Italian oil company Eni is hoping to launch a second liquefied natural gas production (LNG) platform in Mozambique.
“There are opportunities to increase supply in the short term, including the possibility of replicating the success of the Coral Sul project with a new Floating Liquified Natural Gas development similar to the one that began exporting gas from the Rovuma basin earlier this month,” said Eni’s Director of Natural Resources Operations, Guido Brusco.
Brusco was speaking in Pemba, on the sidelines of the official inauguration of the Coral Sul platform by the Mozambican president, Filipe Nyusi.
The platform has been stationed 40 kilometres off the Mozambican coast since the beginning of the year and began exporting LNG earlier this month.
Although the idea of a second platform has already been discussed for about a year, Brusco’s announcement highlights the importance and opportunity of the investment.
“What is clear is that we need to act quickly. Everything is in place to achieve this goal: we have reserves, technology, a strong and committed team, a track record of delivery achieved with the Coral Sul platform and government support,” Brusco said.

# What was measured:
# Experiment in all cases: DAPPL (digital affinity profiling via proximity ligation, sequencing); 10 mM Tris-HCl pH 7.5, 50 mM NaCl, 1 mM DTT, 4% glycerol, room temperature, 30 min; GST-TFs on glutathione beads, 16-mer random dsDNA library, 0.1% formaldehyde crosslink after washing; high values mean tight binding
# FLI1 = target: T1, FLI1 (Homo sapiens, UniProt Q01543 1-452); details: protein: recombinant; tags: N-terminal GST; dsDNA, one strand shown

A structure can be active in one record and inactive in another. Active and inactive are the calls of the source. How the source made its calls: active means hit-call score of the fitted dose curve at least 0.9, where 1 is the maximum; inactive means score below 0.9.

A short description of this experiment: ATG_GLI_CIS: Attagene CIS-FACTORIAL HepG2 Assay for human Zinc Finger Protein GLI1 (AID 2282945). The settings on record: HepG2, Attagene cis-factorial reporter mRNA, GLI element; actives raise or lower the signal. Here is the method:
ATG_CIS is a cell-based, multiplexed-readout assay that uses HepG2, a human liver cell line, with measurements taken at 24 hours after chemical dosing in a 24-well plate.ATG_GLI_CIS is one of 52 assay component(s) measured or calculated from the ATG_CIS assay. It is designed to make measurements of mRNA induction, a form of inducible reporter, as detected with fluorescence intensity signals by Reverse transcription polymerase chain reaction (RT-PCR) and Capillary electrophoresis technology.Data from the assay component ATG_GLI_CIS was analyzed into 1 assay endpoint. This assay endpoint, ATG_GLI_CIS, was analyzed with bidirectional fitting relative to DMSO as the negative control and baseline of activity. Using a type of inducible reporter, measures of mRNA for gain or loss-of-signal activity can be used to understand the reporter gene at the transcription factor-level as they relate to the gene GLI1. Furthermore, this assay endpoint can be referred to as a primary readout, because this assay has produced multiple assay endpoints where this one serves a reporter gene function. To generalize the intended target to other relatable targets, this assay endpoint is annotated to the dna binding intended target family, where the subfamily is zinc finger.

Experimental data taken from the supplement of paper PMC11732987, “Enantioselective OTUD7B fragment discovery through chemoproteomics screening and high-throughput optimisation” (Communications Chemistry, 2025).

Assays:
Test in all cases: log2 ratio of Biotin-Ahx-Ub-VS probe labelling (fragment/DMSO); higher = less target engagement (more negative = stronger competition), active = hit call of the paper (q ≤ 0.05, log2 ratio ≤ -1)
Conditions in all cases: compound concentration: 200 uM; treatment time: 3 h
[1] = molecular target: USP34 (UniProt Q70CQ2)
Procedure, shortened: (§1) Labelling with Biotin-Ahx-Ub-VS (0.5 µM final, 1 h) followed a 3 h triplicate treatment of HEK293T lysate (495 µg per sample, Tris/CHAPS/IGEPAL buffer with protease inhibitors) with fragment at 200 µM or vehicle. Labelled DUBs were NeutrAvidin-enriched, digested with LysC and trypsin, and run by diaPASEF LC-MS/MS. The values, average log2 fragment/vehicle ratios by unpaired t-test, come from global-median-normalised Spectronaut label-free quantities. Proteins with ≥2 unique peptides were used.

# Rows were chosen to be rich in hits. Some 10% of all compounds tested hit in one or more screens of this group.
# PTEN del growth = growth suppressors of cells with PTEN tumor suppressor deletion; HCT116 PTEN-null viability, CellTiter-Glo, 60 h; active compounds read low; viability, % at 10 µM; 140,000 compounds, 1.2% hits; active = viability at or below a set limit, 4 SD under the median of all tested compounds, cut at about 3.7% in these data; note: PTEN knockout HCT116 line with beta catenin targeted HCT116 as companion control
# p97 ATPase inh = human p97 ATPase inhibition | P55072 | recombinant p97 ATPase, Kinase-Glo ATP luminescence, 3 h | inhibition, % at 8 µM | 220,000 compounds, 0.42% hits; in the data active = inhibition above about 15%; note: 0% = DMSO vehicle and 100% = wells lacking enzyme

“We will continue to work closely with partners and the government to assess all possible options for further developments.”
The Coral Sul platform operated by Italian oil company Eni on behalf of the Area 4 consortium in Mozambique will produce 3.4 million tonnes of liquefied natural gas (LNG) per year for BP, which has bought the production for the next 20 years.
The first export cargo ship was loaded with Mozambican LNG on 13 November.
There are two other larger projects approved for the Rovuma basin, led by TotalEnergies (Area 1) and Exxon/Eni (Area 4), each of which could produce four to five times as much LNG.
The possible onshore liquefaction plants on the Afungi peninsula are waiting for decisions by the oil companies for construction to go ahead, given the insecurity in the region.
Area 4 is operated by Mozambique Rovuma Venture (MRV), a joint venture co-owned by ExxonMobil, Eni and CNPC (China), which holds a 70 per cent stake in the concession contract.
Galp, Kogas (South Korea) and Empresa Nacional de Hidrocarbonetos (National Hydrocarbons Company of Mozambique) each have a 10 per cent stake.